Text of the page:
Pharmacy key in more jabs than flu: Kourtis

syringe vaccine

Community pharmacy is becoming a vital vaccination provider, says Samantha Kourtis, proprietor of the award-winning Charnwood Capital Chemist, in welcoming the news that Canberran pharmacists will be able to offer flu jabs.

Under new changes to ACT health regulations announced today, trained pharmacists will now be able to administer flu vaccines at community pharmacy sites across Canberra.

“Next for pharmacy is whooping cough and MMR, and we can’t wait to follow in the footsteps of Queensland!” says Kourtis.

“We’re seeing whooping cough outbreaks across Australia now, we’re seeing measles outbreaks – if we can vaccinate more people who wouldn’t otherwise get vaccinated, that’s where immunisation in community pharmacy is going to go.

“Allowing pharmacists to vaccinate across the country reinforces the fact that we’re competent health professionals that can provide this service safely and efficiently.”

The Charnwood Capital Chemist has taken further steps into vaccination than other pharmacies across the Territory, and Kourtis says that this experience has shown her how well accepted pharmacy flu vaccination across the ACT will be.

“We’re in a unique position in that last year we had the first ever privately employed nurse get prescription rights for flu vaccination in the ACT,” Kourtis says.

“Having the service available every hour of trade means we are completely in line with the goals of the immunisation policy. What this means is that people have got timely access to this professional service where they can receive a flu vaccine, they can do it after hours, and they don’t need an appointment with the GP.

“It’s a much more efficient and effective service in pharmacy as it’s so accessible, and it’s great the people in the ACT will have that.”

Kourtis says that by improving availability of flu vaccines via the registered nurse, the Charnwood Capital Chemist administered vaccines to a much wider range of people.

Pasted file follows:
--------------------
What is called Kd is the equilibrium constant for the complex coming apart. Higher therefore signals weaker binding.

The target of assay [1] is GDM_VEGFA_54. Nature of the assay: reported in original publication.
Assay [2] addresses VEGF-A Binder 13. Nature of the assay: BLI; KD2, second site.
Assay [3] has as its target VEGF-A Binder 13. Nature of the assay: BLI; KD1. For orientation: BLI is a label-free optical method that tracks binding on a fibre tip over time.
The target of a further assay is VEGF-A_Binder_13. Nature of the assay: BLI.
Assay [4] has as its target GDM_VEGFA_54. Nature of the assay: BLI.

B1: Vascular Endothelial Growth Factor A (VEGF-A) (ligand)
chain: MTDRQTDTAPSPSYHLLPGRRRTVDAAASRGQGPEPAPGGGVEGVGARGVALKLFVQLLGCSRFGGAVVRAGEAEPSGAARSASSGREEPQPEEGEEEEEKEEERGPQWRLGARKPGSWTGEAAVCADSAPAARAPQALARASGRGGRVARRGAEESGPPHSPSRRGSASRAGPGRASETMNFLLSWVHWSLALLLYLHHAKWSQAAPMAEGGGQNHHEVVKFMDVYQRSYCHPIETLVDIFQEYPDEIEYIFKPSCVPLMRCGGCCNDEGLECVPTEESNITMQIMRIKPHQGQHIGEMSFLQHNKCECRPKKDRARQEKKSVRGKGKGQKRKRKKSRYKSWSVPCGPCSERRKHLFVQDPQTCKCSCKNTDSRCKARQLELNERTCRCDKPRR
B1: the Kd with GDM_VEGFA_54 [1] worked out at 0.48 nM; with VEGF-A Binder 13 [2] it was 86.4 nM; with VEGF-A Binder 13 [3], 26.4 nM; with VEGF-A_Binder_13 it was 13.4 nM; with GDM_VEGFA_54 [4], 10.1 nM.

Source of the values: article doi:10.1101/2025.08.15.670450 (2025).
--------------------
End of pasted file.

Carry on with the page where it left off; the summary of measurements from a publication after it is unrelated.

“We had 10 times more vaccines administered, and we did some demographic data on those people,” she says.

“The majority of those people were people who did not qualify for the National Immunisation Program and people who were highly likely, otherwise, not to have had their flu vaccine due to the logistics of getting into a doctor. Part of this was that it costs them more money to go to the doctor than to pay for the service at the pharmacy.”

She says that the future of immunisation in community is looking bright, and that concerns from other stakeholders about issues such as fragmentation of care are unlikely to eventuate because of the professionalism displayed by pharmacy.

“We’ve been really mindful of not fragmenting care,” Kourtis told the AJP. “I believe that’s what community pharmacists will do across the country.

“If people are eligible for the National Immunisation Program, we’ll refer them to the GP. If they’re eligible for other vaccines, or if they’re at-risk people –people who may need Pneumovax, or if they haven’t had their whooping cough booster and they’re in a demographic where they should, such as being a new grandparent, we will refer.

“Community pharmacy is very mindful about not fragmenting care. We talk to all our vaccination customers about the importance of vaccination, if they’ve had their Hep B vaccine, and if there are any children in their family we talk about the importance of the childhood vaccination schedule.

“This will all increase uptake of vaccination and importantly, improve herd immunity.”


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